Streams

Fatherhood and Testosterone

Tuesday, September 13, 2011

New York Times science reporter, Pam Belluck, talks about the new study showing a hormonal response to circumstances -- a man's testosterone level drops when he becomes a father. 

Guests:

Pam Belluck
News, weather, Radiolab, Brian Lehrer and more.
Get the best of WNYC in your inbox, every morning.

Comments [8]

Abe from Boston

Jeff and Peter, the limitations that you (and the caller) claim to have discovered were described directly in the journalist's article itself. It always pays to aim first, then fire.

Sep. 13 2011 07:37 PM
Jeff from Brooklyn

Thank you so much for the caller illuminating the fact that the entire story was based on faulty and incomplete data.

Yet another example of a journalist trying to pimp a "sexy" headline / story instead of investing more time on a topic.

No disrespect to the journalist in questions, but in order to have a better product to consume, we as media consumers need to demand more from the people whose job it is to create media.

xox

Sep. 13 2011 12:03 PM
Peter from Hackensack, NJ

So basically as the caller aptly pointed out our study is useless as it leaves out many other factors that you acknowledge is important for accurate conclusions? I hardly call that a study. Lol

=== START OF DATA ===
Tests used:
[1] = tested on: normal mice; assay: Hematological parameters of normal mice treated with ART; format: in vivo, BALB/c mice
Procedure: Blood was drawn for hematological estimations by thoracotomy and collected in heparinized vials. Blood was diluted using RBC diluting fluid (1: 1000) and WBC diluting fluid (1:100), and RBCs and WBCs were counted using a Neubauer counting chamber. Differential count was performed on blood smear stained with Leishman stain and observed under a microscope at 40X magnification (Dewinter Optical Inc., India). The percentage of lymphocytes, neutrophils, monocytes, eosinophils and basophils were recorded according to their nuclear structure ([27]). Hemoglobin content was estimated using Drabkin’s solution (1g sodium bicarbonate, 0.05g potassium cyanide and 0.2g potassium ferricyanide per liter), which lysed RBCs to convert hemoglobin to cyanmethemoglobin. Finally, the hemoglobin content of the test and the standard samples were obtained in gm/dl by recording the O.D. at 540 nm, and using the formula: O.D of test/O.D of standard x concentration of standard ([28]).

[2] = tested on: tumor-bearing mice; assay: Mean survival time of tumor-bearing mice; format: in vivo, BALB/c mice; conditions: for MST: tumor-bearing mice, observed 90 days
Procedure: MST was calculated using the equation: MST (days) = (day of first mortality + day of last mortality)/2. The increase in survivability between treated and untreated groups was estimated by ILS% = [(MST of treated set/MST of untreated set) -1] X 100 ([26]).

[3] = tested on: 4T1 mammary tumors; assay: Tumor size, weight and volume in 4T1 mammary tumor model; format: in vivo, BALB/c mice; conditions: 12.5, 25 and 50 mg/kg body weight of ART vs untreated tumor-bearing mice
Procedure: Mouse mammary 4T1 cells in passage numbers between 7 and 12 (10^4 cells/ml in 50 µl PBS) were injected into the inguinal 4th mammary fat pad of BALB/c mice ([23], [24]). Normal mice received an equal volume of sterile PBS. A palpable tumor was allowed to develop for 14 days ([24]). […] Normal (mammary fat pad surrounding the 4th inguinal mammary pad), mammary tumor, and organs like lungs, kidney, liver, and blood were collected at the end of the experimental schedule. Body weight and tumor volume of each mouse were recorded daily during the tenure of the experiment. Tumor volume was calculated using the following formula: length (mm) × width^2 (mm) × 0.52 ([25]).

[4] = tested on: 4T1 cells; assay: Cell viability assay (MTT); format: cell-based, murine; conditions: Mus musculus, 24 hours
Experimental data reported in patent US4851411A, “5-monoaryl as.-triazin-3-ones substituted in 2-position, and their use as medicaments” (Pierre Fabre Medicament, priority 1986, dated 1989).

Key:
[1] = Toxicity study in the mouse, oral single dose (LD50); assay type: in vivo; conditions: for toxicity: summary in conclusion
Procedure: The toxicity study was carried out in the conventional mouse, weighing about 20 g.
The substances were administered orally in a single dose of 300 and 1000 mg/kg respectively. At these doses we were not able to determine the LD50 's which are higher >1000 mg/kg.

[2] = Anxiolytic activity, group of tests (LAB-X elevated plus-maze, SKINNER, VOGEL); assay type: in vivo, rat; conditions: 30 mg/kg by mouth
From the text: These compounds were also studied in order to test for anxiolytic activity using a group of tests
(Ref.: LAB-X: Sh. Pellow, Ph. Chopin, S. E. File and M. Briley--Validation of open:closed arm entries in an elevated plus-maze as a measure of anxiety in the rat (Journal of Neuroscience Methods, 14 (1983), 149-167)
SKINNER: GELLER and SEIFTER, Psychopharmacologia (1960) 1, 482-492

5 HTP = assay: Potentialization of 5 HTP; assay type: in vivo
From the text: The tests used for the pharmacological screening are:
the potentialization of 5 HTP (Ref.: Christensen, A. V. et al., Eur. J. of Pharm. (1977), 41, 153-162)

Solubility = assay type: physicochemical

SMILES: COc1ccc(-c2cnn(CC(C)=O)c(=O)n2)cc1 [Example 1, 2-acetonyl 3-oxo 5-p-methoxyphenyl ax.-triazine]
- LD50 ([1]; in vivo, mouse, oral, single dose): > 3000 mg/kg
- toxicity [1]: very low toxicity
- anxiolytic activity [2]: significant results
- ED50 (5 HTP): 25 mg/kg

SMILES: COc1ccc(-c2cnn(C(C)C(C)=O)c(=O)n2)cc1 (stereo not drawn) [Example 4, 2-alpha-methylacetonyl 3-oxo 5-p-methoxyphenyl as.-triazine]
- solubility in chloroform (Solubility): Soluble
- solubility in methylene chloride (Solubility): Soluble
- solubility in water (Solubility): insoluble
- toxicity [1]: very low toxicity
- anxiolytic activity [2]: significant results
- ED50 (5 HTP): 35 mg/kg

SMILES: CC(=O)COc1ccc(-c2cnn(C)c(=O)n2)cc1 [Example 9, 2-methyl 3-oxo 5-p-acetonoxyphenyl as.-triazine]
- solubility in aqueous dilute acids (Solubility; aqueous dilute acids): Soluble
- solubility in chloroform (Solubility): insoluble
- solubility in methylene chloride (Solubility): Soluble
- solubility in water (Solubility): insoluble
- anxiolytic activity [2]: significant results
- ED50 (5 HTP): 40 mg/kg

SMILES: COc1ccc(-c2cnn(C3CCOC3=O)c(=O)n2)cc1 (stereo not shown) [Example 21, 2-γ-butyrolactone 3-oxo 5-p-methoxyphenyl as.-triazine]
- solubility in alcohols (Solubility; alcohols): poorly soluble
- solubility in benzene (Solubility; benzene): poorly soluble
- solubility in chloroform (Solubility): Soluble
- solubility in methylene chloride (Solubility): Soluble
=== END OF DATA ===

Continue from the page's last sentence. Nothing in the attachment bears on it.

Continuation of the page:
Sep. 13 2011 11:59 AM
Carlos from Astoria

My husband and I just adopted a baby boy, now 2.5 months old, and I am the stay at home dad. I do have to say I notice a few signs of lower testosterone, less sex drive, less muscle density. Now, it may just a huge change in lifestyle, but who knows?

Sep. 13 2011 11:55 AM
Jim from Somerville

So, can we "conclude" that the previous guest (the father with 24 children) has barely any testosterone anymore?

Sep. 13 2011 11:54 AM
William from Manhattan

I say this is definitely a candidate for The Week magazine's "Health Scare of the Week" feature. One glimmer of hope is the study does not seem population-controlled? All the participants are from Philippines (eg, Tagalog, Cebuano, Ilocano, Bisaya/Binisaya, Hiligaynon, Bikol, Waray)? I would have to read the study, but also would want to see if there could be other confounding factors leading to this result in this population.

Sep. 13 2011 11:53 AM
jgarbuz from Queens

General question for your guest. Do chimpanzees, apes and other primates even know who their fathers are?

Is "fatherhood" just a relic of patriarchy?

Sep. 13 2011 11:52 AM
gary from queens

Does testosterone also drop if the male is gay?

Just scientifically curious. I'm not gay.

Not that there's anything wrong with it.

Sep. 13 2011 10:13 AM

Leave a Comment

Register for your own account so you can vote on comments, save your favorites, and more. Learn more.
Please stay on topic, be civil, and be brief.
Email addresses are never displayed, but they are required to confirm your comments. Names are displayed with all comments. We reserve the right to edit any comments posted on this site. Please read the Comment Guidelines before posting. By leaving a comment, you agree to New York Public Radio's Privacy Policy and Terms Of Use.